Germany could make it law to walk dogs twice a day - here are the other proposed regulations

The new laws could come into effect early next year (Photo: Shutterstock)

Under German law, it could become mandatory for dog owners to take their furry friends for at least two walks per day.

A ban could also be made on keeping dogs chained up for long periods. The potential new rules come in the wake of a cracking down on puppy farms in Germany.

New law

German Agriculture Minister Julia Klöckner said, “Pets are not cuddly toys, their needs have to be taken into account.”

Under the new plans, dog owners would be expected to:

  • Take their dogs for walks at least twice a day, for a minimum of one hour in total
  • Never keep their dogs chained for long period of time
  • Never leave dogs alone the whole day

Breeders would also be restricted to looking after a maximum of three litters, with puppies being required to spend a minimum of four hours a day in human company to ensure they are properly socialised.

Klöckner said the rules were based on new scientific findings that show dogs need a “sufficient measure of activity and contact with environmental stimuli”, including other animals, nature and people.

When will the new rules be implemented and how will they be enforced?

A draft of these new regulations has already been drawn up, and could become law early next year. If passed, German states will have to enforce them.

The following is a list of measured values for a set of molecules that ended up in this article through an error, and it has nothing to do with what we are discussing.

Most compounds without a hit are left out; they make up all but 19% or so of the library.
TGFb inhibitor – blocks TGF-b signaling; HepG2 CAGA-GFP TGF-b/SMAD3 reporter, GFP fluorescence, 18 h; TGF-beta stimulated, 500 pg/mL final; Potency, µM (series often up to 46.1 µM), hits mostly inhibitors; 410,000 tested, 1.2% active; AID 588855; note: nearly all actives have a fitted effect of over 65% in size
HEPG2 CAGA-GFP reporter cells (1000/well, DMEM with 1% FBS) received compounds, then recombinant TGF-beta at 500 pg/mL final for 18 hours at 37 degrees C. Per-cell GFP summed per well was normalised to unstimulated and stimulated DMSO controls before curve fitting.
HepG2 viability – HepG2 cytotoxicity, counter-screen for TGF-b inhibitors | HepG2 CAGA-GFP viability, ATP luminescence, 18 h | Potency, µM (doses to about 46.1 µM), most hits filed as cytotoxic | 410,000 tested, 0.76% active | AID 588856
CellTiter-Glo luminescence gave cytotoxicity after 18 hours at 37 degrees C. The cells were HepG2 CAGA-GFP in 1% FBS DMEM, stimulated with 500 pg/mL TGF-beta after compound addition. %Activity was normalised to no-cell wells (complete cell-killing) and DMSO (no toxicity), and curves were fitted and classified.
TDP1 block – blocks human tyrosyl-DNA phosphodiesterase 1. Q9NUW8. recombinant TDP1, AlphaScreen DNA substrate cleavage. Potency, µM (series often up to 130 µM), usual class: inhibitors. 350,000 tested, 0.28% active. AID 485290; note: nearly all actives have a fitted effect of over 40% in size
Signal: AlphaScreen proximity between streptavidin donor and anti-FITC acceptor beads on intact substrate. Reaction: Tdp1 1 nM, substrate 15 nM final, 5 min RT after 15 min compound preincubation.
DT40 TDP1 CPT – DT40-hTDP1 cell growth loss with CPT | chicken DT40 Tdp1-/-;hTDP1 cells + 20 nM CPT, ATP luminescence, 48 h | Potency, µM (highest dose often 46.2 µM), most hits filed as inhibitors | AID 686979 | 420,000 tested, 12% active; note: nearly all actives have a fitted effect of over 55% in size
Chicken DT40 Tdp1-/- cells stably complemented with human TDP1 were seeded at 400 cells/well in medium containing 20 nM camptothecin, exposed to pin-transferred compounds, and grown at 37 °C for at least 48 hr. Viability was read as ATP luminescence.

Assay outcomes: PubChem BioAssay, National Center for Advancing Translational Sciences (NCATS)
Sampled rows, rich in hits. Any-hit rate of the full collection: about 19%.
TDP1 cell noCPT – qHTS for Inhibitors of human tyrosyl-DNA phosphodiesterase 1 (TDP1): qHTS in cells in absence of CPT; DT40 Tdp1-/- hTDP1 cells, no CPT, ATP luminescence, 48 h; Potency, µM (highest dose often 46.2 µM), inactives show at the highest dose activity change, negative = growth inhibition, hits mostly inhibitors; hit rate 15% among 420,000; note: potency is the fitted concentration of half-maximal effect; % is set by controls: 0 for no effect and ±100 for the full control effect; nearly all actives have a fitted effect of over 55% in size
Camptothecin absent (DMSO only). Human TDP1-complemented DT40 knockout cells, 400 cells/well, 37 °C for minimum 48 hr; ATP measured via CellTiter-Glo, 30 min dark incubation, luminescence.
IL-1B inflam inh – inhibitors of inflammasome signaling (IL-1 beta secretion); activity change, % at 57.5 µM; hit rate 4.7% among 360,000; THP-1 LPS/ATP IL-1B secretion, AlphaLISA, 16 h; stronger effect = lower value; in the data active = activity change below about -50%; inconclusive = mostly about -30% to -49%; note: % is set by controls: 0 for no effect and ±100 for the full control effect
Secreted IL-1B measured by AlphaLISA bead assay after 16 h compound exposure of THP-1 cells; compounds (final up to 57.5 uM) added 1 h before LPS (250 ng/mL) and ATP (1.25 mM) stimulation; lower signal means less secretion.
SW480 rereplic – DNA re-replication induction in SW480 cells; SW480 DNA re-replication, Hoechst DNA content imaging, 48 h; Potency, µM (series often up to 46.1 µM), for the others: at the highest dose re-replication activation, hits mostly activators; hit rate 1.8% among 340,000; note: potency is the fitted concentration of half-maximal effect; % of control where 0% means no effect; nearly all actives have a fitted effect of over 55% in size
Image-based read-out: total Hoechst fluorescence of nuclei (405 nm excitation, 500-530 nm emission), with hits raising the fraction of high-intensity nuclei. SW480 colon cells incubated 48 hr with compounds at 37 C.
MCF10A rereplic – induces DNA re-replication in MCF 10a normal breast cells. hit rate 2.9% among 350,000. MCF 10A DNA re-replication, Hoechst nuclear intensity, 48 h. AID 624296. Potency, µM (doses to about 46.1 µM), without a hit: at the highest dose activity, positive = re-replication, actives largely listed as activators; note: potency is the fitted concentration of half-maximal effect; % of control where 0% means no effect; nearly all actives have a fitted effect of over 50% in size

A spokesperson for the agriculture minister said it was unlikely that private dog owners would receive visits from the police to check whether they had taken their dog for a walk. Instead, the emphasis would be on ensuring that dogs kept in kennels were being treated well.

How has Germany reacted?

News of the rules regarding mandatory dog walks has drawn criticism from members of the German public, as well as from within Klöckner’s own party, the Christian Democractic Union.

Saskia Ludwig, a CDU MP, who also sits in the state assembly for Brandenbury in Potsdam, said that the current heatwave affecting Germany makes it unsuitable to take dogs out for so long.

She tweeted, “VOLUNTARY DISCLOSURE: I will not be taking my Rhodesian Ridgeback for two rounds of walks in 32 degrees heat, rather we will jump in the river for a refreshing cool down instead.”

Talking to the Sueddeutsche Zeitung newspaper, dog trainer Anja Strigel, said that the level of exercise a dog needs is dependent on a number of factors, including its health, age and breed.

She said, “For a young, fit Labrador, two hours of walks are healthier than for an arthritic pug with heart problems.”